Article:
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Physical Mechanism Underlying Opinion Spreading. Jia Shao Advisor: H. Eugene Stanley. J. Shao, S. Havlin, and H. E. Stanley, Phys. Rev. Lett. 103 , 018701 (2009). Questions. How do different opinions influence each other in human society? Why minority opinion can persistently exist?.

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Physical mechanism underlying opinion spreading
Physical Mechanism Underlying Opinion Spreading

Jia Shao

Advisor: H. Eugene Stanley

J. Shao, S. Havlin, and H. E. Stanley, Phys. Rev. Lett. 103, 018701 (2009).


Questions
Questions

  • How do different opinions influence each other in human society?

  • Why minority opinion can persistently exist?


Motivation
Motivation

US presidential elections

  • Public opinion is important.

  • Simulation of opinion formation is a challenging task, requiring reliable information on human interaction networks.

  • There is a gap between existing models and empirical findings on opinion formation.

Instead of using individual level

network, we propose a community

level network to study opinion

dynamics.


Outline
Outline

  • Part I: Empirical findings from presidential election

  • Part II: Invasion Percolation

  • Part III: We propose a dynamic opinion model which can explain the empirical findings


2008 presidential election

Part I

2008 Presidential Election

We study counties with f>fT

fDem

fT=0.8

fT=0.5

fT=0.3

http://www-personal.umich.edu/~mejn/election/2008/


Counties in southern new england

Part I

Counties in southern New England


Counties in southern new england1

Part I

Counties in southern New England


Counties in southern new england2

Part I

Counties in southern New England

Vote for Obama

Barnstable f=55%

Polymouth f=54%

Norfolk f=54%

Worcester f=57%

Fairfield f=52%

Litchfield f=47%

Windham f=53%

Kent f=56%


Counties in southern new england3

Part I

Counties in southern New England

County network of f>fT=0.6

Number of counties:17

Size of largest cluster: 10


County network of obama

Part I

County Network of Obama

Counties of fObama>fT

50% decrease


County network of mccain

Part I

County Network of McCain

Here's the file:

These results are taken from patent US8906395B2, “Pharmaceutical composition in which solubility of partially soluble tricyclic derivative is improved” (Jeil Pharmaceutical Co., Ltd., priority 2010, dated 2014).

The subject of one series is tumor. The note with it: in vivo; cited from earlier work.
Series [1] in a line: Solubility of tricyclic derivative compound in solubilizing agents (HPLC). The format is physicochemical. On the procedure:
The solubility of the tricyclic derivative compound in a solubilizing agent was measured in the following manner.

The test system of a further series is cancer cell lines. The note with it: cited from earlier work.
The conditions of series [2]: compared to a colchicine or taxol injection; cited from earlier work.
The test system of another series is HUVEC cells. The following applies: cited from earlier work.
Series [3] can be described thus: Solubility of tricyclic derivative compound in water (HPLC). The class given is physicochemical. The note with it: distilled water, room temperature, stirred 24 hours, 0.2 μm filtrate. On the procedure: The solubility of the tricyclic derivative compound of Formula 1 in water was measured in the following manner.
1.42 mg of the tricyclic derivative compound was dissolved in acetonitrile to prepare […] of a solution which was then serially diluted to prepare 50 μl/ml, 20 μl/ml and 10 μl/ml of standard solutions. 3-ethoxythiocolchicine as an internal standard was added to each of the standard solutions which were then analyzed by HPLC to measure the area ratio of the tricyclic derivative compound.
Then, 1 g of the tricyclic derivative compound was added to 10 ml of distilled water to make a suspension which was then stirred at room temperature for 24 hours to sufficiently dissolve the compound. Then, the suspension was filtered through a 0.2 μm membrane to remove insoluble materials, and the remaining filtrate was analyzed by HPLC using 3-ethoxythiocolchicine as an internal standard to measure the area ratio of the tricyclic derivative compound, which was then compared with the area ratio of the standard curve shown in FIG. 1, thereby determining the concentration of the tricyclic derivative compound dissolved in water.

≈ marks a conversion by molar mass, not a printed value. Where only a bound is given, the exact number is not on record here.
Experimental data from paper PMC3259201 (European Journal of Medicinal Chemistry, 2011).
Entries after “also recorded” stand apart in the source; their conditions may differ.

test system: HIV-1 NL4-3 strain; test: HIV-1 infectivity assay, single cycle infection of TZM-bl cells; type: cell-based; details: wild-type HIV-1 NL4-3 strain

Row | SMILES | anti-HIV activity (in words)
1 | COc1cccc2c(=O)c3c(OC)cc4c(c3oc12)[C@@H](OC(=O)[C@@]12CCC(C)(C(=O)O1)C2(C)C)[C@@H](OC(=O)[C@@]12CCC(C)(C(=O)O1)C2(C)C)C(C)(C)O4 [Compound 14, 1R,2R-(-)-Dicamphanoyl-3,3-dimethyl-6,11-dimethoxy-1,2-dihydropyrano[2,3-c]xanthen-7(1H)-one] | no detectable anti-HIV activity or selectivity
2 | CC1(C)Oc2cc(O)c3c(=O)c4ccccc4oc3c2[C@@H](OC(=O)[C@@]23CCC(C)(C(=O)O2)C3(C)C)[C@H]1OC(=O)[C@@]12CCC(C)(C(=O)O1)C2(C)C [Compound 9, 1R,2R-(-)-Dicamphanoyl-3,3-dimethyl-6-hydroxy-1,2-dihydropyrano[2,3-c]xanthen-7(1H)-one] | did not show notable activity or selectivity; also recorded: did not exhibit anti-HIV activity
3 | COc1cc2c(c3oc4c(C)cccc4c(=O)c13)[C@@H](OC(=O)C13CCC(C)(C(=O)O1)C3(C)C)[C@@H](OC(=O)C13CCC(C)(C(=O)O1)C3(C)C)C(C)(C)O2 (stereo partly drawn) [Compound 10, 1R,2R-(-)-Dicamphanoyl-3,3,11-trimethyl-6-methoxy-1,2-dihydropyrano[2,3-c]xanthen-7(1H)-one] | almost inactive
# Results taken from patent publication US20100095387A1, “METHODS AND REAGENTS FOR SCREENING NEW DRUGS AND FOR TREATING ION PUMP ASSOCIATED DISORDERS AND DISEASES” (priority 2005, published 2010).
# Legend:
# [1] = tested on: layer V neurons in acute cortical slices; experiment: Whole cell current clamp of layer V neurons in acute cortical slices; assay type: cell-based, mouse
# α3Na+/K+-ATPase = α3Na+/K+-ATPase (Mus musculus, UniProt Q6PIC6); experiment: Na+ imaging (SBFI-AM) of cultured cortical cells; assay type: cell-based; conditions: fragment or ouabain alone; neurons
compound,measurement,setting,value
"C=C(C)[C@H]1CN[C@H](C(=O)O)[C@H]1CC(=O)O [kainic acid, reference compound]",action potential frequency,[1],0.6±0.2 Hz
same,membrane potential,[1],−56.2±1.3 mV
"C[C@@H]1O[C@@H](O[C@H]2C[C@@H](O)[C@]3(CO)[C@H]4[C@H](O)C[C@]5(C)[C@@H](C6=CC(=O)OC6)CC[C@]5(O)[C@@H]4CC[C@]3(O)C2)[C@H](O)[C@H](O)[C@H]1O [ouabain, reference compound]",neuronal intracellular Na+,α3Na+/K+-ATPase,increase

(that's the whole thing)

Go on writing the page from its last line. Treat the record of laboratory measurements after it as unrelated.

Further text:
Counties of fMcCain>fT

30% decrease


Clusters formed by counties when f t f c

Part I

Clusters formed by counties when fT=fc

Cluster Size

County network

Diameter

Fractal dimension: dl=1.56

=1.86

The phase transition in county network is

different from randomized county network.


Physical mechanism underlying opinion spreading

What class of percolation does this phase transition

belong to?


Invasion percolation

Part II percolation-like phase transition at

Invasion Percolation

Example: Inject water into earth layer containing oil

  • Invasion percolation describes the evolution of the front between two immiscible liquids in a random medium when one liquid is displaced by injection of the other.

  • Trapped region will

    not be invaded.

A: Injection Point

P. G. de Gennes and E. Guyon, J.Mech. 17, 403(1978).

D. Wilkinson and J. F. Willemsen, J. Phys. A 16, 3365 (1983).


Invasion percolation1

Part II percolation-like phase transition at

Invasion Percolation

Trapped Region of size s

P(s) ~ s-1.89

S

Fractal dimension: 1.51

s ~l1.51

S. Schwarzer et al., Phys. Rev. E. 59, 3262 (1999).


Physical mechanism underlying opinion spreading


Evolution of mutually exclusive opinions
Evolution of mutually exclusive opinions to the same universality of invasion percolation.

: =2:3

Time 0

: =3:4

Time 1

stable state

(no one in local

minority opinion)

Time 2


A opinion spread for initially
A. Opinion spread for initially to the same universality of invasion percolation.

: =2:3

stable state : =1:4


B opinion spread for initially
B. Opinion spread for initially to the same universality of invasion percolation.

: =1:1

stable state : =1:1


Phase transition on square lattice
“Phase Transition” on to the same universality of invasion percolation.square lattice

Phase 1

Phase 2

B

largest

size of the second

largest cluster

×100

A

critical initial fraction fc=0.5


2 classes of network differ in degree k distribution

Edges connect randomly to the same universality of invasion percolation.

Preferential Attachment

2 classes of network: differ in degree k distribution

Poisson distribution: Power-law distribution:

(i) Erdős-Rényi

(ii)scale-free

µ

µ

Log P(k)

µ

Log k


Phase transition for both classes of network
“Phase Transition” for both classes of to the same universality of invasion percolation.network

fc≈0.46

fc≈0.30

(b) scale-free

(a) Erdős-Rényi

µ

Q1: At fc , what is the distribution of cluster size“s”?

Q2: What is the average distance“r” between nodes belonging to the same cluster?


Clusters formed by minority opinion at f c
Clusters formed by minority opinion at to the same universality of invasion percolation.fc

r

Cumulative distribution function

P(s’>s) ~ s-0.89

r/s(1/1.84)

Const.

s ~ r1.84

PDF P(s) ~ s-1.89

Conclusion: “Phase transition” of opinion model belongs to the

same universality class of invasion percolation.


Summary
Summary to the same universality of invasion percolation.

  • There exists a phase transition in the county election network when changing fT.

  • The phase transition of county network can be mapped to oil-field-inspired physics problem, “invasion percolation”.

  • We propose a network model which can explain the empirical findings.


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